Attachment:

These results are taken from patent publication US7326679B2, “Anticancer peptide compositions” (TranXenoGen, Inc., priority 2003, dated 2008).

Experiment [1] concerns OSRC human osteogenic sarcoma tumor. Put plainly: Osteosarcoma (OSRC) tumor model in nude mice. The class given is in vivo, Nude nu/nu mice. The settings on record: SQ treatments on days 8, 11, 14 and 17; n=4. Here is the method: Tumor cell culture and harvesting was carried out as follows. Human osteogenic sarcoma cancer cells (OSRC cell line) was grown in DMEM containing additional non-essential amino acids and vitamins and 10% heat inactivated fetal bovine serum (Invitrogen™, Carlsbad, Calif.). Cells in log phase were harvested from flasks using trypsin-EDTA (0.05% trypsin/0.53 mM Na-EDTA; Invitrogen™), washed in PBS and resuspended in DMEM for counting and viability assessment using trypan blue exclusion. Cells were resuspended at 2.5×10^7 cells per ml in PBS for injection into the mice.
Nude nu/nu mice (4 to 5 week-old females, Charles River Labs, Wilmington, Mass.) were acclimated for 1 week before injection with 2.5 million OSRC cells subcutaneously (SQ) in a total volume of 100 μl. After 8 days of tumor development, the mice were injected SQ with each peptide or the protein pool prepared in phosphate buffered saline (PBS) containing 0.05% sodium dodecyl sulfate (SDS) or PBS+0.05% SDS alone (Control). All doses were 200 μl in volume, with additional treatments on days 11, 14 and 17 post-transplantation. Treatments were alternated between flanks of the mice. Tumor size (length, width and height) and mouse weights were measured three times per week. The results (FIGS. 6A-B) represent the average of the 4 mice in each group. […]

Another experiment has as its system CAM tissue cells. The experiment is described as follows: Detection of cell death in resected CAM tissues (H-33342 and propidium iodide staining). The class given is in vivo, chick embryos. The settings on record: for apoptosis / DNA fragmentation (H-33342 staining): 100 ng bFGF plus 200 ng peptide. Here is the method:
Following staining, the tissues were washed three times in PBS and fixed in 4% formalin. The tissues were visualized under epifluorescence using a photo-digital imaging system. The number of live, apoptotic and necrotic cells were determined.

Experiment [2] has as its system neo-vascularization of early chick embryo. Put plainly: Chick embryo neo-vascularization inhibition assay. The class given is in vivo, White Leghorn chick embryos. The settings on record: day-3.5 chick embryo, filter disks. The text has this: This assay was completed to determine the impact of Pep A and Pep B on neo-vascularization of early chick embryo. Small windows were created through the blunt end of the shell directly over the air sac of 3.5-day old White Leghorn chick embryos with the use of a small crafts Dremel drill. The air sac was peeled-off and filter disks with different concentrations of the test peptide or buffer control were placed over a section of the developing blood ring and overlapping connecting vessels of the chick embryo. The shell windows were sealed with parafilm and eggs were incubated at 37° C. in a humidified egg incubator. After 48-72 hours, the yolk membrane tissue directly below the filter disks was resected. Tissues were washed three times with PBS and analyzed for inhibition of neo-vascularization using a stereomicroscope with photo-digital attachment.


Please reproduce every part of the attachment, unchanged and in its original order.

These results are taken from patent publication US7326679B2, “Anticancer peptide compositions” (TranXenoGen, Inc., priority 2003, dated 2008).

Experiment [1] concerns OSRC human osteogenic sarcoma tumor. Put plainly: Osteosarcoma (OSRC) tumor model in nude mice. The class given is in vivo, Nude nu/nu mice. The settings on record: SQ treatments on days 8, 11, 14 and 17; n=4. Here is the method: Tumor cell culture and harvesting was carried out as follows. Human osteogenic sarcoma cancer cells (OSRC cell line) was grown in DMEM containing additional non-essential amino acids and vitamins and 10% heat inactivated fetal bovine serum (Invitrogen™, Carlsbad, Calif.). Cells in log phase were harvested from flasks using trypsin-EDTA (0.05% trypsin/0.53 mM Na-EDTA; Invitrogen™), washed in PBS and resuspended in DMEM for counting and viability assessment using trypan blue exclusion. Cells were resuspended at 2.5×10^7 cells per ml in PBS for injection into the mice.
Nude nu/nu mice (4 to 5 week-old females, Charles River Labs, Wilmington, Mass.) were acclimated for 1 week before injection with 2.5 million OSRC cells subcutaneously (SQ) in a total volume of 100 μl. After 8 days of tumor development, the mice were injected SQ with each peptide or the protein pool prepared in phosphate buffered saline (PBS) containing 0.05% sodium dodecyl sulfate (SDS) or PBS+0.05% SDS alone (Control). All doses were 200 μl in volume, with additional treatments on days 11, 14 and 17 post-transplantation. Treatments were alternated between flanks of the mice. Tumor size (length, width and height) and mouse weights were measured three times per week. The results (FIGS. 6A-B) represent the average of the 4 mice in each group. […]

Another experiment has as its system CAM tissue cells. The experiment is described as follows: Detection of cell death in resected CAM tissues (H-33342 and propidium iodide staining). The class given is in vivo, chick embryos. The settings on record: for apoptosis / DNA fragmentation (H-33342 staining): 100 ng bFGF plus 200 ng peptide. Here is the method:
Following staining, the tissues were washed three times in PBS and fixed in 4% formalin. The tissues were visualized under epifluorescence using a photo-digital imaging system. The number of live, apoptotic and necrotic cells were determined.

Experiment [2] has as its system neo-vascularization of early chick embryo. Put plainly: Chick embryo neo-vascularization inhibition assay. The class given is in vivo, White Leghorn chick embryos. The settings on record: day-3.5 chick embryo, filter disks. The text has this: This assay was completed to determine the impact of Pep A and Pep B on neo-vascularization of early chick embryo. Small windows were created through the blunt end of the shell directly over the air sac of 3.5-day old White Leghorn chick embryos with the use of a small crafts Dremel drill. The air sac was peeled-off and filter disks with different concentrations of the test peptide or buffer control were placed over a section of the developing blood ring and overlapping connecting vessels of the chick embryo. The shell windows were sealed with parafilm and eggs were incubated at 37° C. in a humidified egg incubator. After 48-72 hours, the yolk membrane tissue directly below the filter disks was resected. Tissues were washed three times with PBS and analyzed for inhibition of neo-vascularization using a stereomicroscope with photo-digital attachment.